Albrccht of Wurttemburg, Submarine
Commander Arnabold de la PeTere, Gen.
Count Slxt von Arnlm, Gen. Otto von
Hclow, Count Johann von Bcrnstorff,
former Ambassador to the United States ;
Dr. von Hethmann-Hollweg, Gen. von
ueseier, uount msmarcK. Gen. von
Uochn, Gen. von Bothner, Crown Prince
Ilupprecht of Bavaria, the Duke of
Mecklenberg, Gen. von Brcdow, Bron
sart von Schcllendorf, Gen. Ootto von
Buclow, Admiral von Capelle, Gen.
Grocner, Gen. von Dalmllng.
l-nver Pasha, Prince Ernest of
haxony. Gen. Falkenhausen. Gen.
Falkenhayn, Prince Frederick of Prus
sia, Gen. von Galiwlz, Alfred von
Glasenapp, Otto von Gottberg, Gen. von
Gravcnltz. Gen. Count Haesler.
Dr. Daniel von Haimhausen, tho Grand
Duke of Hesse, Field Marshal von Hin
denburg, Prince August of Hohenzollern,
rnnce t;iiei .triecincii or Jlolionzollcrn,
tho Crown Prince of Germany. Prince
Oscar of Hohenzollern.
Gon. von Hutier, Ismaet Halkl Pasha,
Gen. von Kluck, Gon. von Linslngen,
Gen. Ludcndorff, Field Marshal von
Mnckcnsen, Gen. Maltzala, Gen. Baron
Kurt von Manteuffel, Gen. von dcr Mar-wltz-von
Moltke, Count von Montgeias
Robert Morath. '
Alfred Zimmerman, former Secretary
of Foreign Affairs.
Tub Svn and New York HcitALn re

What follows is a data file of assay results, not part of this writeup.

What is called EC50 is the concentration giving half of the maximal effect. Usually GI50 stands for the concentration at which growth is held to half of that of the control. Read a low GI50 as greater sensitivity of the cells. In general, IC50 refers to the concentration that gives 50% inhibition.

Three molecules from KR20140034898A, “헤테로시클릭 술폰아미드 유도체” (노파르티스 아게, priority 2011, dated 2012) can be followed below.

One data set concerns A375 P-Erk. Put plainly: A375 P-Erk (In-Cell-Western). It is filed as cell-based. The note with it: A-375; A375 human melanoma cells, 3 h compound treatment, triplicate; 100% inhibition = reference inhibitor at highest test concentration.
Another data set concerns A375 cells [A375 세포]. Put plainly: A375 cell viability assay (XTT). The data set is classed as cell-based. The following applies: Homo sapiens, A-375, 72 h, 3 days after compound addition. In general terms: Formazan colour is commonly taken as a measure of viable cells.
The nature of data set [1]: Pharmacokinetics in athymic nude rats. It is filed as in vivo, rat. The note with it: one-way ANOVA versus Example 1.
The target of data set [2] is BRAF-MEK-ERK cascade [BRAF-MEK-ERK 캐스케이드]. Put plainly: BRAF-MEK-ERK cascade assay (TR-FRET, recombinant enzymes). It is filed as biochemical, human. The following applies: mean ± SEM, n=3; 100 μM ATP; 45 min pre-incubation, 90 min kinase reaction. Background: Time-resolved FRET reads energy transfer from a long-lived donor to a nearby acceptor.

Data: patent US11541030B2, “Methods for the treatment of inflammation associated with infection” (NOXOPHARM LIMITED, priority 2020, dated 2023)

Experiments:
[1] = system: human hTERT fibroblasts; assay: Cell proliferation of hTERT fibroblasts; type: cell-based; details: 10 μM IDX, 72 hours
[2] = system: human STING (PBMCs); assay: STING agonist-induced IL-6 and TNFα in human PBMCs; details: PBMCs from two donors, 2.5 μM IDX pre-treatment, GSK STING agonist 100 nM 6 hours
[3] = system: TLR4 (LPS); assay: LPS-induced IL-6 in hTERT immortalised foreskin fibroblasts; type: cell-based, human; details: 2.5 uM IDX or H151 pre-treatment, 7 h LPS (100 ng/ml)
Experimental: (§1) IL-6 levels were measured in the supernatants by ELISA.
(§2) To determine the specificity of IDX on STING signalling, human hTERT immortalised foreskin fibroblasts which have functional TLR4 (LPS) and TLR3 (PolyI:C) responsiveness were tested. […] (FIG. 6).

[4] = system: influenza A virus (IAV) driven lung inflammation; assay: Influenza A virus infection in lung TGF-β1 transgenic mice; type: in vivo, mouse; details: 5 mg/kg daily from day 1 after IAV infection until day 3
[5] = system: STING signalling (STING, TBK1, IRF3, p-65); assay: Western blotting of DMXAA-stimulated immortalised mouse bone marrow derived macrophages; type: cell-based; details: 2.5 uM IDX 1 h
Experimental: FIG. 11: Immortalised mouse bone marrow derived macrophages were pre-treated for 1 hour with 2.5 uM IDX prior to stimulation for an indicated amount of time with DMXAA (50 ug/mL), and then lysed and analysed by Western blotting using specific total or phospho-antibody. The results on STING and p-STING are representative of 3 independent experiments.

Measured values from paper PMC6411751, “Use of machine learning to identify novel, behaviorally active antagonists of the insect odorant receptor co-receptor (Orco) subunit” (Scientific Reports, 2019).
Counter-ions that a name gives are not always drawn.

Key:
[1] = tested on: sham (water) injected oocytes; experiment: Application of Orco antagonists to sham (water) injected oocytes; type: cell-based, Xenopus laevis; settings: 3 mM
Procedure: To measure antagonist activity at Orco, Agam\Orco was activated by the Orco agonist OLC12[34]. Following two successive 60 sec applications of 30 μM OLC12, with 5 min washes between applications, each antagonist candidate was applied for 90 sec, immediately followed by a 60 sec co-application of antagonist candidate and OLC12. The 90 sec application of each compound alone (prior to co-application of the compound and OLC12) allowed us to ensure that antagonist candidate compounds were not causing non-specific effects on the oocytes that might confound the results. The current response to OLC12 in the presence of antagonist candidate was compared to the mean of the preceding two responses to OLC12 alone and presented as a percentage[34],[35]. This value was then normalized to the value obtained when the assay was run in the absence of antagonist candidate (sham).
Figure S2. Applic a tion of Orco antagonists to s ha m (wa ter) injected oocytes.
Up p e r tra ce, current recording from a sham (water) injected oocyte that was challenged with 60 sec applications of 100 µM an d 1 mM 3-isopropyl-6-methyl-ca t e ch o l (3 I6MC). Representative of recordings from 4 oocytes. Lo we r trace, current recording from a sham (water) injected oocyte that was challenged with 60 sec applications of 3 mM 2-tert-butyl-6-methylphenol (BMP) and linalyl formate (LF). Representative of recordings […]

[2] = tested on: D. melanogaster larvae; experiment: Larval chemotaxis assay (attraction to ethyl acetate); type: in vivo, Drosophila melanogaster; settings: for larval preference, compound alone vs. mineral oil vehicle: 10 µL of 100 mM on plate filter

ceived by telegraph from Philadelphia
last night the following communica
tion, signed by "Capt. Claude It, Col
lins, New York City Air Police, presi
dent Aviators Club of Pennsylvania,
organizer Philadelphia Air Force, in
ternational licensed airplane pilot
(phone Market 5100 before 2 A. M.)":
"Believing tho plans of a noted scien
tist to send a super-rocket from the
earth to Mars, In the body of which a
person would be stationed, can be de
veloped into a reality, I hereby volun
teer to attempt this Interplanct leap, and
offer to do so gratis In an endeavor to
realize these alms of science and to suc
cessfully alight on the neighbor world,
provided the following stipulations are
carried out and to reciprocate for the
danger entailed I am first enabled to
make a lour of the nation by air to
appeal directly to the people In an en
deavor to awaken America to the men
ace wc faco In the air and bring some
action which may result In placing the
United States on a par with other na
tions aeronautical!- before possibly ter
minating my earthly existence. It shall
be agreed that :
"I bo permitted to assist in planning
the construction of the rocket and de
tails of tho venture.
"Communication, either by radio,
light or other means, shall bo definitely
-established with Mars, and a rocket,